Tuesday, August 03, 2010

Nuclear Energy In Increments and In Taiwan

Taiwanplant Duncan Currie takes a look at various energy sources and the history of their use – using the books Energy Myths and Realities by Vaclav Smil and Power Hungry by Robert Bryce as a basis – and comes to some conclusions that, at the very least, are true:

Compared with solar and wind, nuclear and natural-gas energy boast much higher power density and can deliver far greater capacity. Bryce argues that they are the true "fuels of the future," though he concedes that nuclear plants are extremely costly to build and take a long time to become operational. Therefore, he urges a short-term expansion of natural-gas production and a long-term transition to nuclear.

Earlier in the piece, Currie’s survey leads him to conclude that large shifts in energy policy are incremental and thus the run up to a nuclear future need not be immediate to be effective.

He exaggerates a bit. Southern Co.’s Plant Vogtle reactors are scheduled to go online in 2016 and 2017, which isn’t all that far off, and, as David Bradish demonstrates in the post below, even the cost issue can be problematic – but it’s a fair point.

I’m also a little skeptical about the use of natural gas as a stop gap – it produces half the carbon dioxide of coal but that’s still rather a lot – and more than a little skeptical at Currie’s breezy dismissal of renewable energy sources:

Solar and wind energy both suffer from major structural deficiencies. As Bryce observes, they are "incurably intermittent" and very difficult to store, and have low power density. Because of their low density, solar and wind "require huge swaths of land — which often becomes unusable for other purposes."

“Incurably intermittent” is too definitive for my taste – technology, notably battery technology, marches onward – and wind farms frequently cohabit with farm farms – that is, the kind with crops and animals. That mitigates its need of “huge swaths of land” devoted to its use alone.

But it’s an interesting article and not overwhelmed with ideology, which can be a problem at political web sites. Well worth a read.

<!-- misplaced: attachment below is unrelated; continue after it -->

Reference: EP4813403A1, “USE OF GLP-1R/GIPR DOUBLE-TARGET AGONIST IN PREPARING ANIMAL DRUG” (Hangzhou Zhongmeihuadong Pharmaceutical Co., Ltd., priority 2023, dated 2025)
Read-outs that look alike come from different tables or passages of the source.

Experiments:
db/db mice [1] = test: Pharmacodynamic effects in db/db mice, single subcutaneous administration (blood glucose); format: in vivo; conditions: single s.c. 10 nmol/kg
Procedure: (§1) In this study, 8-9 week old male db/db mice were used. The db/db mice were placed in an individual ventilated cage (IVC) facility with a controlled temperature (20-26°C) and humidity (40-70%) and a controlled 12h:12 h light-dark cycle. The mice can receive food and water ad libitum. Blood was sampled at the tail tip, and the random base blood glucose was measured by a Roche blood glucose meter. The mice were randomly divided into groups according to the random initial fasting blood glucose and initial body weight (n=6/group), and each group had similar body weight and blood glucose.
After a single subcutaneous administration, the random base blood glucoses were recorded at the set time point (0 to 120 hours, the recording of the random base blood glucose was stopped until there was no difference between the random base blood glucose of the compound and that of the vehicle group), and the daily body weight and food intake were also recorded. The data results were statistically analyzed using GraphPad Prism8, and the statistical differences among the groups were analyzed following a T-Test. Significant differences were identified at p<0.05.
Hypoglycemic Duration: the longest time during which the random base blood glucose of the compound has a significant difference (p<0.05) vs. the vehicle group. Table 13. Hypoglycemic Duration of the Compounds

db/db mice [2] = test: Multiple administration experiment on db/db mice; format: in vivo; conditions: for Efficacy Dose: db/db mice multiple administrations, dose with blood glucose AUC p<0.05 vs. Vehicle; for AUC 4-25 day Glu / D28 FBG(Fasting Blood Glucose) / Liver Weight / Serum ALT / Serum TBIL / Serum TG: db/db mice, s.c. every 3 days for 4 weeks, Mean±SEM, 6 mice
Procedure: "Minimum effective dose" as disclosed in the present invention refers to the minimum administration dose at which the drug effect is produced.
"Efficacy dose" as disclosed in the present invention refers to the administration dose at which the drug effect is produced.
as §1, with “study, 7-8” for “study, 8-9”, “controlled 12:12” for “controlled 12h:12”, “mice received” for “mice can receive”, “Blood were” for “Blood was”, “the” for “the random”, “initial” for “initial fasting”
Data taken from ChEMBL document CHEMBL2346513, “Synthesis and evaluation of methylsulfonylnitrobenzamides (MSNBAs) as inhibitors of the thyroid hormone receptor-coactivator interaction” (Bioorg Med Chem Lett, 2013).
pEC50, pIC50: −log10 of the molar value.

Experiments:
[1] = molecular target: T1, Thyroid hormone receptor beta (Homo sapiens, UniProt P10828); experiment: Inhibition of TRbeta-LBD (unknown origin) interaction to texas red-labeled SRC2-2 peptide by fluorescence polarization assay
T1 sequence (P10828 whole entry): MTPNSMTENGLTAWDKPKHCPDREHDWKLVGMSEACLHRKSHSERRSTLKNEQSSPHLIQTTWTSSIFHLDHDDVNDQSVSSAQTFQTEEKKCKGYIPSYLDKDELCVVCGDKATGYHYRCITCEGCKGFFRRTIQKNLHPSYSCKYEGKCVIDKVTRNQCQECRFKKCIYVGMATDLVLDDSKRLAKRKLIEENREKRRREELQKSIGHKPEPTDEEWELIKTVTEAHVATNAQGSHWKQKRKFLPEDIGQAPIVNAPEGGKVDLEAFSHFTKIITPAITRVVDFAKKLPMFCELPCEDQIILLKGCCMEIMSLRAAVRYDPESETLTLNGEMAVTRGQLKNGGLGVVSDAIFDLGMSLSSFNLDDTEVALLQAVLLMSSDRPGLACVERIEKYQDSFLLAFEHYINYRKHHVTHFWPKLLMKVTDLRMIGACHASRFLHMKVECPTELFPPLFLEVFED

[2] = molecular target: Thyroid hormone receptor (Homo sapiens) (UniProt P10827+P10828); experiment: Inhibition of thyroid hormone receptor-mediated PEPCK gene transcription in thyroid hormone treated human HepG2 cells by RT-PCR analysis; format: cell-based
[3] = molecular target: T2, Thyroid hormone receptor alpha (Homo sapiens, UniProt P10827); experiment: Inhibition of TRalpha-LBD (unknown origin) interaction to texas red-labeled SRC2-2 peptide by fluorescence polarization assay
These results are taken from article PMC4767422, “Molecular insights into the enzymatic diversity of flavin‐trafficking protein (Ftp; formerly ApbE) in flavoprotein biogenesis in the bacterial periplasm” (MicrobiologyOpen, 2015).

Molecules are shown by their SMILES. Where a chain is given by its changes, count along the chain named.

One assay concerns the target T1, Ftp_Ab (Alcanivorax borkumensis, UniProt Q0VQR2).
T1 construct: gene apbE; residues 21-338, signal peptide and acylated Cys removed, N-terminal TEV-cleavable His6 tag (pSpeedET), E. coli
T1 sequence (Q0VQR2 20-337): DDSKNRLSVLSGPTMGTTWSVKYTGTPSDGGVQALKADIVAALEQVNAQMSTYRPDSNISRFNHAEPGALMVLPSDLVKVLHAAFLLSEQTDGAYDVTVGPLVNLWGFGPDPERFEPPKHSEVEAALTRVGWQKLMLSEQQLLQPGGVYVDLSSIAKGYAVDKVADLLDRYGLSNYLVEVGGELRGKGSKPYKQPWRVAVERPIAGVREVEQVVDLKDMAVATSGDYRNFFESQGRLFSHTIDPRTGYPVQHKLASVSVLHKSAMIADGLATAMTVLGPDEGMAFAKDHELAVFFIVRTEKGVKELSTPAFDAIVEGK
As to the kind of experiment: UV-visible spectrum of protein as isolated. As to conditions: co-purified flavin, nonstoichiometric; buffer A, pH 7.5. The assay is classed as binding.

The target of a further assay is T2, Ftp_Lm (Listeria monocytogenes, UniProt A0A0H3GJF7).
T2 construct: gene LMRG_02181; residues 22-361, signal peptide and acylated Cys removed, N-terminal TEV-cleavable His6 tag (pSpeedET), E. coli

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Taiwan is feeling pretty good about a clean bill of health from the IAEA:

Taiwan has for the fourth consecutive year been placed on an international list of countries whose nuclear materials are all used for peaceful purposes, the Atomic Energy Council (AEC) reported Tuesday.

Taiwan has three nuclear energy plants housing six reactors. It gets about a fifth of its electricity from nuclear energy and about 40 percent (the most) from coal. But a couple of new reactors are under construction, so those percentages will likely tilt in nuclear energy’s (and a clean air) direction. So good for Taiwan.

But this aroused curiosity:

The IAEA's announcement put paid to media speculation about the purpose of Taiwan's nuclear development and confirmed the government's consistent policy of "not developing, producing, acquiring, storing, nor applying" nuclear weapons, the AEC said.

Because, after all, if nobody suspected Taiwan of harboring an interest in weaponry, it wouldn’t be worth mentioning. Global Security has a concise rundown on where the suspicion lies:

Speculation over a covert Taiwanese nuclear program intensified on 13 October 2004, after the Associated Press reported that International Atomic Energy Agency officials disclosed they had evidence that Taiwan experimented with plutonium during the early 1980s (AP). Taiwanese experts voiced strong opposition to the idea of a nuclear program, saying it would bring direct conflict with China and isolate Taiwan from the United States (Taipei Times, ETtoday).